• Art imitating life? More than 7,000 women of the art world have signed an open letter denouncing sexual harassment in the industry. Signatories include some of the biggest names in contemporary art, including Cindy Sherman, Laurie Anderson, and Jenny Holzer. The letter follows last week’s resignation of Artforum magazine publisher and art world power broker Knight Landesman. The letter notes that “the resignation of one publisher from one high-profile magazine does not solve the larger, more insidious problem: an art world that upholds inherited power structures at the cost of ethical behavior.”
• Warrant out for McGowan. In what’s now becoming a bit of a strange saga, it appears that there’s an arrest warrant out for actress Rose McGowan for possessing a controlled substance. While the warrant was issued on February 1, McGowan—who earlier this month accused Harvey Weinstein of raping her (which he denies)—tweeted the following yesterday: “Are they trying to silence me? There is a warrant out for my arrest in Virginia.” Earlier this month, McGowan’s Twitter account was suspended after she escalated her accusations against Weinstein.
• Honor, interrupted. A retrospective honoring French-Polish film director Roman Polanski erupted in protest Monday evening as more than one hundred feminist activists showed up at the event, shouting, “No honor for rapists!” The protestors were referring to his 1977 conviction for having “unlawful sex” with a 13-year-old girl as well as four new rape allegations that have emerged in recent months.
IN CASE YOU MISSED IT
• The case for transparency. Economics nerds will appreciate this thought-provoking piece on the pay transparency: “A salary is a price—that of an individual worker’s labour—and markets work best when prices are known. Public pay data should help people make better decisions about which skills to acquire and where to work.” The reason companies don’t want transparency is they would lose the upper hand in salary negotiations—and, they argue, because it can poison morale. The latter, however, is avoidable, as dissatisfaction comes not from the pay information itself, but from misperceptions being corrected.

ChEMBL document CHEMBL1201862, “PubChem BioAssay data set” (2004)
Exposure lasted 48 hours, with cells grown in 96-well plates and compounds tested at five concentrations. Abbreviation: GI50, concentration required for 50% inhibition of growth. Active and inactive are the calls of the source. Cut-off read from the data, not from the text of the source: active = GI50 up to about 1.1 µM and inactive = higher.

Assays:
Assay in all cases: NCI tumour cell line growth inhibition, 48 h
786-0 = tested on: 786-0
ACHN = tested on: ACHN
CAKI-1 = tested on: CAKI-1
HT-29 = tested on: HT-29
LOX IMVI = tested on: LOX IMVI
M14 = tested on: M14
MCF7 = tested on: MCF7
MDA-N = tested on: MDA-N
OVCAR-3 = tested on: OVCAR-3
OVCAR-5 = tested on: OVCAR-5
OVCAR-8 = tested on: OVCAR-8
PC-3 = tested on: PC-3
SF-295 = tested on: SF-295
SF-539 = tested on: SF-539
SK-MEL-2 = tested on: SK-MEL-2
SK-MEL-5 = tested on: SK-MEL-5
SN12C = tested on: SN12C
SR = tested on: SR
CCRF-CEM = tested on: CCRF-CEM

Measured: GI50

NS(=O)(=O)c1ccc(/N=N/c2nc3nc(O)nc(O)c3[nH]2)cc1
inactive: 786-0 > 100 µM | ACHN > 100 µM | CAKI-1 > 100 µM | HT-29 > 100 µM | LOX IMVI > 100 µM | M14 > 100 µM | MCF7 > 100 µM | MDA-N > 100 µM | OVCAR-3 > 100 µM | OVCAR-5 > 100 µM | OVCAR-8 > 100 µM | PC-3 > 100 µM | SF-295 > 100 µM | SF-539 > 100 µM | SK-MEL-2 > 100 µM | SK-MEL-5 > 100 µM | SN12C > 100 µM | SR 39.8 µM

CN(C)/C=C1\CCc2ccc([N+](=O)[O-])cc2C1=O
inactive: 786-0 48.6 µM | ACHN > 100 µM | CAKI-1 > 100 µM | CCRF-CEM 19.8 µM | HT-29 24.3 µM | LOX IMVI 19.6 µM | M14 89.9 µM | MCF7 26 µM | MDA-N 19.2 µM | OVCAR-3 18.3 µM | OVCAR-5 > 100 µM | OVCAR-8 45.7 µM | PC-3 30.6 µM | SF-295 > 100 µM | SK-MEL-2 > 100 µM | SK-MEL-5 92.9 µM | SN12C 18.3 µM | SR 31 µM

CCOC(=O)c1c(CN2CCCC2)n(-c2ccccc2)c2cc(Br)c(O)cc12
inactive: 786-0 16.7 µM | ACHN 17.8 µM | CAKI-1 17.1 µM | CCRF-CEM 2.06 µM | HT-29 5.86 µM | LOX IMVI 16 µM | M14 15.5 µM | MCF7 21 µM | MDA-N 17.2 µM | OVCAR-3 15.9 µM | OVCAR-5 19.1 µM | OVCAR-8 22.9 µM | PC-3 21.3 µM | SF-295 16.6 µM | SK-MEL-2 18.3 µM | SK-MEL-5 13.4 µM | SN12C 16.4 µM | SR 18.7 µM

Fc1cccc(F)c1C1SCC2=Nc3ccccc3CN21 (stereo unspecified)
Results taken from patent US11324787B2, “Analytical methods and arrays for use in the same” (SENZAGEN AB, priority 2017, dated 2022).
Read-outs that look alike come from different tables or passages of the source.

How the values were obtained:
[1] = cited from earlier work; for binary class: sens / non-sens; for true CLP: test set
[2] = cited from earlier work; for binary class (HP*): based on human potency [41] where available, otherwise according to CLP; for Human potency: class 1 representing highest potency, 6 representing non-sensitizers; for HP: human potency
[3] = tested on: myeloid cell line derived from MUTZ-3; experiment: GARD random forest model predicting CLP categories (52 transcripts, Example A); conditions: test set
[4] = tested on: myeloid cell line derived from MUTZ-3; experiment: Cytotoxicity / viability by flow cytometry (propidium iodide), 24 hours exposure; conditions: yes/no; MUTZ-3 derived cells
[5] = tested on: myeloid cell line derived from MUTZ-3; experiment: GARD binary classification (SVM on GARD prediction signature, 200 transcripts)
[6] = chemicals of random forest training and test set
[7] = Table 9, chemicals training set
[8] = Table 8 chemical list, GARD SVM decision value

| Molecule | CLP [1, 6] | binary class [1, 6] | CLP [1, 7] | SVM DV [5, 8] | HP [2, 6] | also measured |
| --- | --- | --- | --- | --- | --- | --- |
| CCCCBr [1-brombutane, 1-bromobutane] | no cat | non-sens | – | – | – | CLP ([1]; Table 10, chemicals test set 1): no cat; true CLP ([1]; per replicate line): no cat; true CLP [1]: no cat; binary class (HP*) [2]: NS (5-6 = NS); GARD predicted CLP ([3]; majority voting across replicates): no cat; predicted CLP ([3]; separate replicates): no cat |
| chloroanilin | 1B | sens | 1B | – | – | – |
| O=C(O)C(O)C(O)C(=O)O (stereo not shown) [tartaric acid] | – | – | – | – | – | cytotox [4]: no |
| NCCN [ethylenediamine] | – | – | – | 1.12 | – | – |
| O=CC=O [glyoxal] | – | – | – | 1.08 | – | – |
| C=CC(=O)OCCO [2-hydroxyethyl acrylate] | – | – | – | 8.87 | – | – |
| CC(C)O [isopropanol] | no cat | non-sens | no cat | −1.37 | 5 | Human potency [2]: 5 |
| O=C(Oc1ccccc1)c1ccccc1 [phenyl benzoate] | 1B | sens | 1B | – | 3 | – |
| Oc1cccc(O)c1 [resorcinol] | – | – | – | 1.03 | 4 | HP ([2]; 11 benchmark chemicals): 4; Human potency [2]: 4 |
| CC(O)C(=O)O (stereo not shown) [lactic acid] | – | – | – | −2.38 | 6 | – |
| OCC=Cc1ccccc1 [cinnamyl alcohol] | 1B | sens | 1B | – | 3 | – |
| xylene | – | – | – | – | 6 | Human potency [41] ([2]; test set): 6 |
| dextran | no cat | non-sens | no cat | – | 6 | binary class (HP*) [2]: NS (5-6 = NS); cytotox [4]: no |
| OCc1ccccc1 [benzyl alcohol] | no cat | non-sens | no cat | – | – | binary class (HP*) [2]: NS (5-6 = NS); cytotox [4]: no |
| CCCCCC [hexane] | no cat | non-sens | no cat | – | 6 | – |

• First Lady of the LSE. Fortune‘s Katie Reilly sits down with Dame Minouche Shafik, who recently became the first female director of the London School of Economics after serving as the most senior woman at the Bank of England. Shafik is on a mission to restore trust in universities at a moment when she says independent institutions and experts are under threat. “People have to know that there are independent voices out there that are apolitical,” she says. “Universities have the potential to be a place where some of those divisions get debated and potentially resolved.”
• Ebrahimi makes energy. Fatima Ebrahimi, a physicist at the Princeton Plasma Physics Laboratory, is bringing us closer to creating a limitless supply of clean, renewable energy. Using computer simulations, she’s modeling the physics behind a method she hopes will simplify the design of nuclear fusion devices called tokamaks, which exist today but which are costly and consume more energy than they produce. Ebrahimi’s fusion research “could be a breakthrough,” says a fellow physicist.